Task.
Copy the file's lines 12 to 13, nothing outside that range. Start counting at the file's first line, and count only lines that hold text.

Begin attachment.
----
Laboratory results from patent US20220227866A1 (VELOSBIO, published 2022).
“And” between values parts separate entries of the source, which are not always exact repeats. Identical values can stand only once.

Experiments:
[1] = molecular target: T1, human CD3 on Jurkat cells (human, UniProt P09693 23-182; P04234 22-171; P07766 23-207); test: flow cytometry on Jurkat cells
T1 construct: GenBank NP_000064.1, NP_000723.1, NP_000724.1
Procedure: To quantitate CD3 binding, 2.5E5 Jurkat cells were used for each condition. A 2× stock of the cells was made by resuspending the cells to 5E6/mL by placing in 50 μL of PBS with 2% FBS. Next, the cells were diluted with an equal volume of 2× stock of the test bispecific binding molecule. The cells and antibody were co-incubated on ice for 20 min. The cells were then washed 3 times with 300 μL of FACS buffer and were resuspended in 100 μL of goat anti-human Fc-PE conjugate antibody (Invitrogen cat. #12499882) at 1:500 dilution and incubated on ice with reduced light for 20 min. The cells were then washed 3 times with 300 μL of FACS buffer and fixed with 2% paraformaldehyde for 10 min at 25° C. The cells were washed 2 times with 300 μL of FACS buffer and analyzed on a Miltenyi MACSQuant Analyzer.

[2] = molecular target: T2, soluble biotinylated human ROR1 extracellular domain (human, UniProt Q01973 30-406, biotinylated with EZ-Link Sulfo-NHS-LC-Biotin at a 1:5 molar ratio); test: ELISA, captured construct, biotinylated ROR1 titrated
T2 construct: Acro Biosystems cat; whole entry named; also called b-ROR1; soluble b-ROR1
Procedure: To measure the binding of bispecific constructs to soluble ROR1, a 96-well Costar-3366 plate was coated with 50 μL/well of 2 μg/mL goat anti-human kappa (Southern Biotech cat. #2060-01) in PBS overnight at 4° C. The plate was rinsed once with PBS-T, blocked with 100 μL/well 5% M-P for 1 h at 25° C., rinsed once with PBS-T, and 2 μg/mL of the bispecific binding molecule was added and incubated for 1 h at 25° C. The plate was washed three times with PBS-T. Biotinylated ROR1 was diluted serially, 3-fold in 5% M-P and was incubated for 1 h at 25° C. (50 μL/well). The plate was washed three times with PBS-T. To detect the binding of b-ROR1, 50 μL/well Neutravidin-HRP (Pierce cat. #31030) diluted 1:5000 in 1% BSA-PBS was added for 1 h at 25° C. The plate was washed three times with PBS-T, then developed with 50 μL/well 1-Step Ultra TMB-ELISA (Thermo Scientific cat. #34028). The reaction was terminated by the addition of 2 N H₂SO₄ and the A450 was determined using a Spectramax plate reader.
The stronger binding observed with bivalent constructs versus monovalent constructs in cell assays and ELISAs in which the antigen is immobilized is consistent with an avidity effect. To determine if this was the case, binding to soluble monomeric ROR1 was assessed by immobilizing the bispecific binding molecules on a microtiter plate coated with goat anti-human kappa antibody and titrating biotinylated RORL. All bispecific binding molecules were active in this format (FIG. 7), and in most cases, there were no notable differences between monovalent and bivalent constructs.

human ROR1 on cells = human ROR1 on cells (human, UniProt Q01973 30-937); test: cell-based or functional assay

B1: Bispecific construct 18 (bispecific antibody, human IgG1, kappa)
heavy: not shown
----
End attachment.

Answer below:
B1: Bispecific construct 18 (bispecific antibody, human IgG1, kappa)
heavy: not shown